Alumnus Justin Carney ’20 featured in Portrait Magazine monograph

When Justin Carney was younger, a camera was always present when his family got together. “It was sort of a family member in our household,” he says, there to record what was going on … and before too long it was Carney himself doing the documentation, with a little disposable camera in his hands.

That relationship with photography has only gotten stronger as Carney has gotten older. He graduated from PCA&D in 2020 with his BFA in Photography & Video, and is pursuing his MFA in Photography from Indiana University Bloomington. His practice of photographing family, too, remains unchanged. It formed the backbone of his senior thesis at PCA&D, Those Left Behind, and now it’s pushed him to a wider audience.

The photos from Those Left Behind form the core of work that’s recently been published by Portrait Magazine. This monograph is, Carney says, “actually done in the sequence, with the same text, that I planned my personal photobook in.” And, in the end, there are still more Carney portraits related to the theme of his family.


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First of all: How did this Portrait Magazine honor come about?

JC: In my grad program at Indiana University, we have to apply for three exhibitions/publications every semester. One of my teachers sent me a link to a site full of open calls. I saw Portrait Magazine and felt my work would fit the magazine well. … I saw that the magazine was based around the theme of portraits, and I have one completed body of work that its main focus is portraits, “Those Left Behind”, so I decided that photos from that project would be best to submit. After I submitted, the publisher got back to me saying how much they loved my work after visiting my website and that they’d like to make a monograph with my project.

In your work, are you continuing to explore the “Those Left Behind” concept, or are you working on other collections now? 
JC: I’m continuing “Those Left Behind” and also working on new projects. My family being in Baltimore, Maryland, and me studying for my MFA in Indiana, I don’t get to see them often — only during breaks. So, that’s when I continue that project. The other things I’m working on right now are completely different. I’ve been taking a lot of photos of housing complexes in the middle of construction and others that have been completed for years now. I’m not quite sure why I’m drawn to this topic yet, but I’m enjoying the process of photographing.
How did you convince family to take part in “Those Left Behind”?
JC: The funny thing is that I didn’t have to convince my family to take photos, they asked me to. My Uncle Mark asked me to take his portrait at a family cookout. After I made it and gave him a print, he was so excited, saying, “This is me!” His siblings, my aunt, and uncles saw it and wanted a photo. The only one who took convincing was my mother because she doesn’t like taking photos. She’s always been supportive of my art so it didn’t take much, though.
Was there a lot of discussion about what photos you’d take and when, or was it more of a spontaneous process?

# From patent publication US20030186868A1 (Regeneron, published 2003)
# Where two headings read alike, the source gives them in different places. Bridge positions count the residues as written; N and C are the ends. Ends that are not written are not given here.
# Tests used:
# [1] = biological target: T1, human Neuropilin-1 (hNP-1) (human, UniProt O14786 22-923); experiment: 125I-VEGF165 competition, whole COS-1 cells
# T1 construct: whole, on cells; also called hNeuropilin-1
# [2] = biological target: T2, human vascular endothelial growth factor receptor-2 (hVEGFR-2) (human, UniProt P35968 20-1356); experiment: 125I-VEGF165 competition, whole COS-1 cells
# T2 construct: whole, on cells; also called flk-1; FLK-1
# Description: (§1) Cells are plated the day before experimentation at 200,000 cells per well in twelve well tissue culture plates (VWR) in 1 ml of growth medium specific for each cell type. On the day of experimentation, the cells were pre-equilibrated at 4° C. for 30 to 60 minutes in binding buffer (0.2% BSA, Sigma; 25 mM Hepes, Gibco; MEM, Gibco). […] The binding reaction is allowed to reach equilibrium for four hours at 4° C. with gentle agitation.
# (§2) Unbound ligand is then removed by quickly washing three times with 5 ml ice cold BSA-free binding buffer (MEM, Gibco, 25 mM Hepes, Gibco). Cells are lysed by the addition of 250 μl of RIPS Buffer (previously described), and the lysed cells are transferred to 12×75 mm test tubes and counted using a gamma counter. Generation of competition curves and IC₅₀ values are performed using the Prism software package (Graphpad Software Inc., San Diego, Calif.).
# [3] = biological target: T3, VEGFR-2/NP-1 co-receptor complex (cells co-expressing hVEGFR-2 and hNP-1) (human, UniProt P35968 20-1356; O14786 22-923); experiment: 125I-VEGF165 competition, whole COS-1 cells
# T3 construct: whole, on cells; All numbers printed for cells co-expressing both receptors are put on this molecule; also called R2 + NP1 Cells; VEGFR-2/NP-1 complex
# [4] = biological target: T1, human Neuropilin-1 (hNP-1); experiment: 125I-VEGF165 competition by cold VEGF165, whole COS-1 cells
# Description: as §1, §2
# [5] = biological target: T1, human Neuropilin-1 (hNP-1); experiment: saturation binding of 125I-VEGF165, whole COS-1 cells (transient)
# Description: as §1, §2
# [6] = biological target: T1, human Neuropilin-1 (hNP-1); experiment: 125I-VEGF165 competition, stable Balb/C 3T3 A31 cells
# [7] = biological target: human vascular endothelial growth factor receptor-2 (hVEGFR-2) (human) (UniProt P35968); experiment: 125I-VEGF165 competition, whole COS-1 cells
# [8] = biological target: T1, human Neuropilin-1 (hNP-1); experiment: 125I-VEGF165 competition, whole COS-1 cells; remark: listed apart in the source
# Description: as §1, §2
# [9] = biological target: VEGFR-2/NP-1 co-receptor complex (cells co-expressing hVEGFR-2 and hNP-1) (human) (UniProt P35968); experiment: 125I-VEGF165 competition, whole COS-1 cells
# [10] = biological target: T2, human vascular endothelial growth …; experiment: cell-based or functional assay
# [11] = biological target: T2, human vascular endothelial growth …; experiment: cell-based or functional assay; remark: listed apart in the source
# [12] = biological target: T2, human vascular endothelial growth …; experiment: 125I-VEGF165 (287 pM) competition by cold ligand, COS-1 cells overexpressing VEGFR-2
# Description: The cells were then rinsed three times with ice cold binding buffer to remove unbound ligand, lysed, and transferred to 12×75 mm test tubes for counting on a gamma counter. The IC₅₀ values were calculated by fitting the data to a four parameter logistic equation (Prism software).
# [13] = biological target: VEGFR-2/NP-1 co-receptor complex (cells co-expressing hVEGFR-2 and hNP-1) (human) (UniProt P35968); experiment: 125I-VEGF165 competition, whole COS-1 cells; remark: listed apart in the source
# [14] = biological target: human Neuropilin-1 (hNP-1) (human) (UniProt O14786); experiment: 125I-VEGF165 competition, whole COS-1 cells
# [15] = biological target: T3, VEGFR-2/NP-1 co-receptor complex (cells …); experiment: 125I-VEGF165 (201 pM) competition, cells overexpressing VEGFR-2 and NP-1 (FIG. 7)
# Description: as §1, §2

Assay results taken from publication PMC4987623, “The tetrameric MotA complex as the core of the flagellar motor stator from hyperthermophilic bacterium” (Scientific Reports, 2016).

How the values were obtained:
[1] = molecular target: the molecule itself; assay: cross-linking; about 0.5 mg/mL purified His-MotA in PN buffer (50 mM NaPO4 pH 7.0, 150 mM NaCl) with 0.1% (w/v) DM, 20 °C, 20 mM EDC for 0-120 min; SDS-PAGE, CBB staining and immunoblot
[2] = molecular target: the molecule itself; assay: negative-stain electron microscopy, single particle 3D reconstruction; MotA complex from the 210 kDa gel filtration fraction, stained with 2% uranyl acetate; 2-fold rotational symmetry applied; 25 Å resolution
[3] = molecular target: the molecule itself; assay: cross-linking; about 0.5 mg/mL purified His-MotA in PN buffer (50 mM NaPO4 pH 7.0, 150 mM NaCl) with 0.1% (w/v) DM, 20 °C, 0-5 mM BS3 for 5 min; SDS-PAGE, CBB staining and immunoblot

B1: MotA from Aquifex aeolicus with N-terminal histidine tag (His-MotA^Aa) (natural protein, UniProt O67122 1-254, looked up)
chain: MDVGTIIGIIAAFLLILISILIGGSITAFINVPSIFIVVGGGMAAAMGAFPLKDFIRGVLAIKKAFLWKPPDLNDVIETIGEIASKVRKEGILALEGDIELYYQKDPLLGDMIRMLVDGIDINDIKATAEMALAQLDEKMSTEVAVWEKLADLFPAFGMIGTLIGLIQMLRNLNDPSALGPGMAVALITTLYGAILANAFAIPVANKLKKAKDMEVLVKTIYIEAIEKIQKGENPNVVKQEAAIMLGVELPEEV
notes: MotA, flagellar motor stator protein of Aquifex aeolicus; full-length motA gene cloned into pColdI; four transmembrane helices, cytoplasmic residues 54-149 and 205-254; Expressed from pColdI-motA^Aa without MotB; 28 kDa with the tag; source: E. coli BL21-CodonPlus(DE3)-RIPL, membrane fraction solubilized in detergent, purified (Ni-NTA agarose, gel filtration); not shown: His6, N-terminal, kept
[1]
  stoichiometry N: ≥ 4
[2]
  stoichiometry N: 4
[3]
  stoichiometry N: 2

JC: There wasn’t any discussion on what kinds of photos I’d take — I didn’t even know myself. I knew that I wanted to take portraits of them in their own space; that was it. During the photoshoot, that’s when we have a discussion about their and my life because I was working with a big camera and it took time to set up and compose. We did have to decide when to take the portraits, because we have busy lives. 
In the project, I include six, I believe, directed portraits, and the rest of the photographs are taken during family events spontaneously, done in documentary mode.
Did you come out of the project with a different understanding of those you’d photographed? 
JC: The project definitely helped me learn more about my family; that was actually the main goal of it. I wanted to know who they were as people, not just as my mother, uncle, aunt. I feel like I’ve learned a lot about my family, as well as myself with this project.
What is the appeal, for you, of photography, as opposed to any of the other majors you could have studied at PCA&D? What draws you to it?
JC: I tend to think a lot, maybe a little too much. I ask a lot of questions. Photography has always offered me a way to slow down my mind, and it has helped me understand the world around me: what different kinds of relationships look like, how people connect with those around them, and the land they walk on. It’s also shown me what love, joy, sadness, and pain not only look like but also feel like. Photography and the act of photographing have helped me connect and understand others and myself. No other art form has done that for me. 
So, what are you up to now, both with photography and in general? 
JC: Right now, I’m attending Indiana University Bloomington, pursuing my MFA in photography. I travel back and forth from Indiana, Maryland, and Pennsylvania to visit my friends and family. I always have my camera with me. I’m also working at school as the Photo GA, in a lab tech position. I’m in charge of the photo labs, printers, and photography equipment. It’s not a hard job but it can be demanding.
With my photography, I’m taking pictures of houses. So many houses. When I figure out why, I’ll let you know.